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Seattle mayor releases aggressive new homeless plan

Seattle’s mayor has an aggressive new homeless plan to quickly increase the city’s shelter and temporary housing capacity.

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The mayor’s office says the plan would get another 525 people either in shelters or temporary housing in the next 90 days. It would be a 25 percent increase over what the city currently has.

“Until we have more affordable housing, we will not see an end to this crisis,” Mayor Jenny Durkan said Wednesday. “But we can’t wait as we move on every front. So this plan we have today is to deal with every part of it.”

The plan includes:

  • Adding 180 enhanced shelter beds where people can also get connected with services.
  • That breaks down into 80 beds at existing sites such as the Navigation Center, and temporary housing for 100 people at a Belltown apartment building.
  • The basic shelter at city hall would increase capacity to 120 people by the end of June.
  • 16 tiny homes would be added to a new women-only village in Ballard.
  • 84 tiny homes would open in new villages — one at Eighth and Roy in South Lake Union, and another in the Central District at 18th and Yesler.
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Tiny houses on display May 30, 2018 as Seattle Mayor Jenny Durkan announced an increased effort to address homelessness with the homes. (Matt Pitman, KIRO Radio)

During the latest one-night count, 11,643 homeless people in Seattle and King County as a whole. The bulk of the homeless population was found to be within Seattle’s city limits, with 3,857 unsheltered and 4,665 sheltered.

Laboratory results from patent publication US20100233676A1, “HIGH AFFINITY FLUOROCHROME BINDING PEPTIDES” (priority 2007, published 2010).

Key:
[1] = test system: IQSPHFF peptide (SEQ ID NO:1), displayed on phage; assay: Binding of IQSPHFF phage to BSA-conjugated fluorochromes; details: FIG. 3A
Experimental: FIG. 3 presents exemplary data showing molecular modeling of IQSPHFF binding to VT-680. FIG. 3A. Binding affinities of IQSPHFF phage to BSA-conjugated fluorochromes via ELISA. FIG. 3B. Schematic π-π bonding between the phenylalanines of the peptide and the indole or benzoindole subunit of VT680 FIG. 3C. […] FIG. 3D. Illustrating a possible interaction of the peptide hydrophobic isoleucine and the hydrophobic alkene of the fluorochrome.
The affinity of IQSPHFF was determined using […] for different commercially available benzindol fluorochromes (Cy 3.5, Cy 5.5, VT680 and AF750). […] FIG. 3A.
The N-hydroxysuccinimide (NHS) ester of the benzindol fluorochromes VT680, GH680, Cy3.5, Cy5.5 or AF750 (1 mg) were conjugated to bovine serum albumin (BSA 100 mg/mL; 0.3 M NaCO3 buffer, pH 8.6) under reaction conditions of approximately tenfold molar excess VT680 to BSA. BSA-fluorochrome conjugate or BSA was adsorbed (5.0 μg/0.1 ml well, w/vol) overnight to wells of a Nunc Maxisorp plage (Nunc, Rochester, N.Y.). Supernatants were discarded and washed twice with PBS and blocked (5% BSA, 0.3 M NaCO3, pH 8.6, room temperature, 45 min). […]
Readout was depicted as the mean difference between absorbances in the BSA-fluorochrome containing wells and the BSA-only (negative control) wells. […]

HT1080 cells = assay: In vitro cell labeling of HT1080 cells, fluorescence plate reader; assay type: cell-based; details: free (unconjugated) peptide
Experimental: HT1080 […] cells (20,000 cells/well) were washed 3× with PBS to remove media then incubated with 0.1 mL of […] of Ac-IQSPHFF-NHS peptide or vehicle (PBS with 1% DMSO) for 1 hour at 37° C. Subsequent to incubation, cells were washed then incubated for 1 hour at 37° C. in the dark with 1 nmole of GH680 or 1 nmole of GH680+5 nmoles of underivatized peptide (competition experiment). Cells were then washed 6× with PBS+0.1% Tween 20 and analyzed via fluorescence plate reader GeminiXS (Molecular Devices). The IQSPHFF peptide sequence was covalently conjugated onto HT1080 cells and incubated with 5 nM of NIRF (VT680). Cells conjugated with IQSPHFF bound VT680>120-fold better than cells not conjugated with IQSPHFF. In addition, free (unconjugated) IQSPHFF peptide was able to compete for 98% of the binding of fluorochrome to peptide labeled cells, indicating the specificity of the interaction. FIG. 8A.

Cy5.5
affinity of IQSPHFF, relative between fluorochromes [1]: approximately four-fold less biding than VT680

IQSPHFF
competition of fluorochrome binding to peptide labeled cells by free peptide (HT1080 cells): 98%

Updating Seattle’s homeless plan

The new homeless plan will also include funding for 163 shelter beds that were previously slated to close down this May. This will keep the total number of city-run shelter beds at 2,032 (beds, tiny houses, etc.). Seattle’s sanctioned encampments and shelters are at least at 93 percent capacity every night, according to the mayor’s office.

In 2017, Seattle spent $54 million to address the homeless crisis in the city. Of that, 50 percent went to emergency programs and 34 percent went to permanent housing support. See how all the money breaks down here.

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According to the city, 672 people were placed in transitional housing within the first three months of this year. That’s 103 fewer people than in 2017. However, the city has sheltered more people this year than last year, as well as getting more people into permanent supportive housing. The city has also increased its outreach and engagement efforts.

The city notes that shelter capacity is at 93 percent every night.

Under Durkan’s 90-day plan, the city would invest $6.3 million to increase shelter capacity. Another $2 million would be spent to maximize housing options for those on the verge of homelessness. And $3.2 million would be spent on affordable housing.

Durkan’s plan is pending approval from the city council.

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